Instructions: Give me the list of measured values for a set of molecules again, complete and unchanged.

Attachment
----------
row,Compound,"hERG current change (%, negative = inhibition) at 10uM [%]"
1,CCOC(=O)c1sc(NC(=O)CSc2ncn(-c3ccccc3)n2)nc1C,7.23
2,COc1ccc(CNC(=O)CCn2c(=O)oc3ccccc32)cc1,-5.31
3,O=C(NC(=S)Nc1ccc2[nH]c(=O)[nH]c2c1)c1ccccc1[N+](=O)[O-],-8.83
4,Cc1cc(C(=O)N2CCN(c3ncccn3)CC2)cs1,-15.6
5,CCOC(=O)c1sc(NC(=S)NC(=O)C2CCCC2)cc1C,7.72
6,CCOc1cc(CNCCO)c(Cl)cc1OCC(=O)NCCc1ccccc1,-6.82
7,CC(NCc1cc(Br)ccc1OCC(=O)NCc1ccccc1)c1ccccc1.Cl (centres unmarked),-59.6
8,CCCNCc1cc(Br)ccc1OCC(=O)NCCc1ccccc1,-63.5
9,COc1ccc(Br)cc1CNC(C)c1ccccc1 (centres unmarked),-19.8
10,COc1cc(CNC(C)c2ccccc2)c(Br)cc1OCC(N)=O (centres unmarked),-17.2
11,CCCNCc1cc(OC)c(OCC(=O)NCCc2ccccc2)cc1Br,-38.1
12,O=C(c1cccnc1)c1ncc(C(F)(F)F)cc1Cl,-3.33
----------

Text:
row,Compound,"hERG current change (%, negative = inhibition) at 10uM [%]"
1,CCOC(=O)c1sc(NC(=O)CSc2ncn(-c3ccccc3)n2)nc1C,7.23
2,COc1ccc(CNC(=O)CCn2c(=O)oc3ccccc32)cc1,-5.31
3,O=C(NC(=S)Nc1ccc2[nH]c(=O)[nH]c2c1)c1ccccc1[N+](=O)[O-],-8.83
4,Cc1cc(C(=O)N2CCN(c3ncccn3)CC2)cs1,-15.6
5,CCOC(=O)c1sc(NC(=S)NC(=O)C2CCCC2)cc1C,7.72
6,CCOc1cc(CNCCO)c(Cl)cc1OCC(=O)NCCc1ccccc1,-6.82
7,CC(NCc1cc(Br)ccc1OCC(=O)NCc1ccccc1)c1ccccc1.Cl (centres unmarked),-59.6
8,CCCNCc1cc(Br)ccc1OCC(=O)NCCc1ccccc1,-63.5
9,COc1ccc(Br)cc1CNC(C)c1ccccc1 (centres unmarked),-19.8
10,COc1cc(CNC(C)c2ccccc2)c(Br)cc1OCC(N)=O (centres unmarked),-17.2
11,CCCNCc1cc(OC)c(OCC(=O)NCCc2ccccc2)cc1Br,-38.1
12,O=C(c1cccnc1)c1ncc(C(F)(F)F)cc1Cl,-3.33